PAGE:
Date Published: July 4, 2017, 11:19 a.m.
he Climate-KIC is one of three Knowledge and Innovation Communities (KICs) created in 2010 by the European Institute of Innovation and Technology (EIT); a European Union body whose mission is to create sustainable growth. Climate-KIC addresses climate change mitigation and adaptation. The Low Carbon City Lab (LoCaL) is a Climate-KIC programme that aims to bridge the climate-funding gap for cities by providing cities and investors with training, project preparation, investment mechanisms and impact assessment tools. Since 2015, LoCaL has built a portfolio of 13 projects and created a collaborative ecosystem of more than 30 Climate-KIC partners, cities and international initiatives.
Climate innovation offers many paths to positively impact municipal finances. One straightforward and obvious way of fighting climate is to reduce energy consumption with efficiency measures, which will reduce the city’s energy bill. At a different level, designing high-quality environmental projects also enable cities to access new sources of funding, the so-called “climate finance”. Several schemes and frameworks are being developed and piloted at a global scale: city green bonds, city voluntary carbon markets and project preparation facilities, among others. This expands and diversifies cities’ sources of funding while providing a framework to design, develop and operate climate solutions. In addition, these projects can contribute to strengthening cities’ profile and attractiveness globally.
By their nature, SMART technologies help mainstreaming data collection, analysis and generate information that can be used in a climate context in order to help cities make better and more cost-efficient decisions, leading to increased revenues in the long term.
We have a full set of activities using SMART technologies in a climate change context. For instance, the use of mobile phone signals for cheaper and more accurate traffic monitoring; open-source GHG sensors’ networks to produce cheaper and more accurate emission inventories; 3D city models with GHG fluxes information; online decision making tools for low carbon investments within cities, etc. All these activities are piloted and designed in collaboration with cities. Sometimes cities can also be the technology developer. It is the role of the Climate-KIC and LoCaL to help them designing and scaling the solution.
Knowing the quality and energy performance of residential housing is crucial for city planners and real-estate investors. However, this information is costly and hard to generate. One of our projects, the “3D GPC” is developing an application that automatically extracts building energy performance from online real-estate platforms. Making such performance assessment known prior to any transaction becomes the norm in an increasing number of countries across the world. By collecting this information automatically, we enable cities to update their databases frequently at a lower cost, with greater accuracy, report automatically to a various set of emission standards and finally make better informed decisions. A pilot project has been implemented in Potsdam, Germany, and is on its way to be implemented in other European cities.
Municipal GHG emission data repositories are expensive and time-consuming to build, maintain, validate and evaluate. However, they are key to cities since the absence of detailed cost/benefit measurements make difficult to understand results of mitigation strategies. The Carbon Track and Trace (CTT) project aims to develop an automated system for GHG emissions monitoring in real-time. The system will enable a municipality to automatically log and analyse calibrated measurements of their direct GHG emissions. This data will allow municipalities to develop evidence-based policy for mitigation strategies, linking specific actions and strategies to real data on reductions. This GHG software system is composed of an Internet of Things (IoT) sensor network that collect real time measurements about GHG levels, which are than relayed by gateways communication technologies to an open cloud platform allowing for easy integration with other applications. Afterwards, tailored data analysis integrates the sensor measurements with other open data sources to generate new insights and city-level emission overviews. The results of the analysis are visualized to different stakeholders.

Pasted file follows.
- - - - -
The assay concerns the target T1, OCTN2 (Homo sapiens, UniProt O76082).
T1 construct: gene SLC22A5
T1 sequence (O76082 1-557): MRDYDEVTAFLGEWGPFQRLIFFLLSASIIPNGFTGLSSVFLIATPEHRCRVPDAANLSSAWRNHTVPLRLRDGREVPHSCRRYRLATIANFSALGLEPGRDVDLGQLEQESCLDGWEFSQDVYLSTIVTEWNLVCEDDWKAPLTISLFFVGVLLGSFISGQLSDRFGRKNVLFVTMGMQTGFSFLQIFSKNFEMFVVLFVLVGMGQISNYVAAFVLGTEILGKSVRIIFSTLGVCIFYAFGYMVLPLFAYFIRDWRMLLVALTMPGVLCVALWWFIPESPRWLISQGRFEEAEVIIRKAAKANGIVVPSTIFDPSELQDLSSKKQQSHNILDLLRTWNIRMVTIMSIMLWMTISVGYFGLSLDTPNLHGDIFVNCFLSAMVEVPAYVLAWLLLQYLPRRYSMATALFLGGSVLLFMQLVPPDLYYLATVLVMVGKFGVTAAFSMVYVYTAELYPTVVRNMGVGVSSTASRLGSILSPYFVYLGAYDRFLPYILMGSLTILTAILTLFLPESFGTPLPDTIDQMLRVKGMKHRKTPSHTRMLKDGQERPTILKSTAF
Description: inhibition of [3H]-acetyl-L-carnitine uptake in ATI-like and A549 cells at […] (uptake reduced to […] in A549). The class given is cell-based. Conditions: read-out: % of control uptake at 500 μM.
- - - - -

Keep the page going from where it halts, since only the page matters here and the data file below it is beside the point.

Beyond the (often prohibitive) upfront investments needed, cities lack the internal capacity or knowledge to integrate SMART technologies into their workflows. Cities often operate in tailor-made or unique IT and process environments, with long time frame between each purchasing cycle. These factors, coupled to a perceived lack of mandate from the electorate to act against climate change can hinder the adoption rate of SMART green technologies within cities.
Cities sometimes feel a bit “bullied” by innovative solution providers knocking on their door. There is a cultural push towards adopting new SMART technologies. On top of their usual selection criteria (improvements compared to the existing solution, value for money, operational costs...) cities should really assess to what extent the solution can be integrated into their operations. Moreover, cities should be cautious about the viability of the technology provider. Many SMART technologies today are relying on unique competences, reducing the chance for cities to find other providers to maintain their SMART systems if the original developer disappears. If cities feel that they do not have the proper capabilities to assess the performance of the technologies they are being proposed, they should not hesitate to contact national/international schemes related to technology transfer. As an example, Climate-KIC can accelerate both developers’ solutions uptake while helping the city to integrate it.
KIC climate Eng